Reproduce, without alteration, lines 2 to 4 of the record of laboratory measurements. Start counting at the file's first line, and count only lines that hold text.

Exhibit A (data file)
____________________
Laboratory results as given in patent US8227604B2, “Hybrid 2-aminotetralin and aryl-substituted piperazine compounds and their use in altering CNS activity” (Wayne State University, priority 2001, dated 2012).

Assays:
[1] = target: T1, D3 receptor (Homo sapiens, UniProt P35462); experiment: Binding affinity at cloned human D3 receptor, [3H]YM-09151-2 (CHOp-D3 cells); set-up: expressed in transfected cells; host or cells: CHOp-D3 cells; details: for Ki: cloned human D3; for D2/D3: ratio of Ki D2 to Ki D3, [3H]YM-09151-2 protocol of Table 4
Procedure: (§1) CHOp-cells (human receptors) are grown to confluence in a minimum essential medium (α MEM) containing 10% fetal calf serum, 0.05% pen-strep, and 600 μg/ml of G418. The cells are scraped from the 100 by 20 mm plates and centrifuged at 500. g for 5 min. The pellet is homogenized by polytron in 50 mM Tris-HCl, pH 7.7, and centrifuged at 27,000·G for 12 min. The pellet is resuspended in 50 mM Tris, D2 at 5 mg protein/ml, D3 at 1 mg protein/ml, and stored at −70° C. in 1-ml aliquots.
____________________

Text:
Assays:
[1] = target: T1, D3 receptor (Homo sapiens, UniProt P35462); experiment: Binding affinity at cloned human D3 receptor, [3H]YM-09151-2 (CHOp-D3 cells); set-up: expressed in transfected cells; host or cells: CHOp-D3 cells; details: for Ki: cloned human D3; for D2/D3: ratio of Ki D2 to Ki D3, [3H]YM-09151-2 protocol of Table 4
Procedure: (§1) CHOp-cells (human receptors) are grown to confluence in a minimum essential medium (α MEM) containing 10% fetal calf serum, 0.05% pen-strep, and 600 μg/ml of G418. The cells are scraped from the 100 by 20 mm plates and centrifuged at 500. g for 5 min. The pellet is homogenized by polytron in 50 mM Tris-HCl, pH 7.7, and centrifuged at 27,000·G for 12 min. The pellet is resuspended in 50 mM Tris, D2 at 5 mg protein/ml, D3 at 1 mg protein/ml, and stored at −70° C. in 1-ml aliquots.